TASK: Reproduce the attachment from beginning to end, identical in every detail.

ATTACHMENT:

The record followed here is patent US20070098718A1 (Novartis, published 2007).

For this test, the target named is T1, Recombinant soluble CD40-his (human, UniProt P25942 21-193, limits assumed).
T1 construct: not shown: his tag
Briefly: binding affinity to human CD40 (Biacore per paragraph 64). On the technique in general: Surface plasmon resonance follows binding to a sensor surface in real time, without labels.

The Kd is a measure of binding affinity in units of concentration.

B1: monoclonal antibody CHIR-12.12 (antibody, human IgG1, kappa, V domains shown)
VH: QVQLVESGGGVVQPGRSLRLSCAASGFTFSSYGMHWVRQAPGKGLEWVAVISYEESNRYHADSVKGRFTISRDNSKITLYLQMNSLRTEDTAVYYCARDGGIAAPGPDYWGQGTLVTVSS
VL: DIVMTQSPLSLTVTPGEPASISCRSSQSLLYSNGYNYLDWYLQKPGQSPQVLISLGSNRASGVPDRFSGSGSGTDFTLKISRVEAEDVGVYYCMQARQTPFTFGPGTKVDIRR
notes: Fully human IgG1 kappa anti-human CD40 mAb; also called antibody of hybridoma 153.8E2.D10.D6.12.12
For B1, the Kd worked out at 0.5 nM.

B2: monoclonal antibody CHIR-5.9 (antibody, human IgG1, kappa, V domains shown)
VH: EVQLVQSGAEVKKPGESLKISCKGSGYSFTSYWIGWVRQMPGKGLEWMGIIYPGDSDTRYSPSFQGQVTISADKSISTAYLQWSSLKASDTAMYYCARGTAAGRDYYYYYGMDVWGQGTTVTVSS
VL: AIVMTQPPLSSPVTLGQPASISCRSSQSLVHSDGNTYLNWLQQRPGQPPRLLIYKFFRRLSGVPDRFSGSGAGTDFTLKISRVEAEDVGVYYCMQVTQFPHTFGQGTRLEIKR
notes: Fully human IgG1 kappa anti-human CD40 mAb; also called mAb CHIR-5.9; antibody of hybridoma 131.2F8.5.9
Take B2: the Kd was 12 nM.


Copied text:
The record followed here is patent US20070098718A1 (Novartis, published 2007).

For this test, the target named is T1, Recombinant soluble CD40-his (human, UniProt P25942 21-193, limits assumed).
T1 construct: not shown: his tag
Briefly: binding affinity to human CD40 (Biacore per paragraph 64). On the technique in general: Surface plasmon resonance follows binding to a sensor surface in real time, without labels.

The Kd is a measure of binding affinity in units of concentration.

B1: monoclonal antibody CHIR-12.12 (antibody, human IgG1, kappa, V domains shown)
VH: QVQLVESGGGVVQPGRSLRLSCAASGFTFSSYGMHWVRQAPGKGLEWVAVISYEESNRYHADSVKGRFTISRDNSKITLYLQMNSLRTEDTAVYYCARDGGIAAPGPDYWGQGTLVTVSS
VL: DIVMTQSPLSLTVTPGEPASISCRSSQSLLYSNGYNYLDWYLQKPGQSPQVLISLGSNRASGVPDRFSGSGSGTDFTLKISRVEAEDVGVYYCMQARQTPFTFGPGTKVDIRR
notes: Fully human IgG1 kappa anti-human CD40 mAb; also called antibody of hybridoma 153.8E2.D10.D6.12.12
For B1, the Kd worked out at 0.5 nM.

B2: monoclonal antibody CHIR-5.9 (antibody, human IgG1, kappa, V domains shown)
VH: EVQLVQSGAEVKKPGESLKISCKGSGYSFTSYWIGWVRQMPGKGLEWMGIIYPGDSDTRYSPSFQGQVTISADKSISTAYLQWSSLKASDTAMYYCARGTAAGRDYYYYYGMDVWGQGTTVTVSS
VL: AIVMTQPPLSSPVTLGQPASISCRSSQSLVHSDGNTYLNWLQQRPGQPPRLLIYKFFRRLSGVPDRFSGSGAGTDFTLKISRVEAEDVGVYYCMQVTQFPHTFGQGTRLEIKR
notes: Fully human IgG1 kappa anti-human CD40 mAb; also called mAb CHIR-5.9; antibody of hybridoma 131.2F8.5.9
Take B2: the Kd was 12 nM.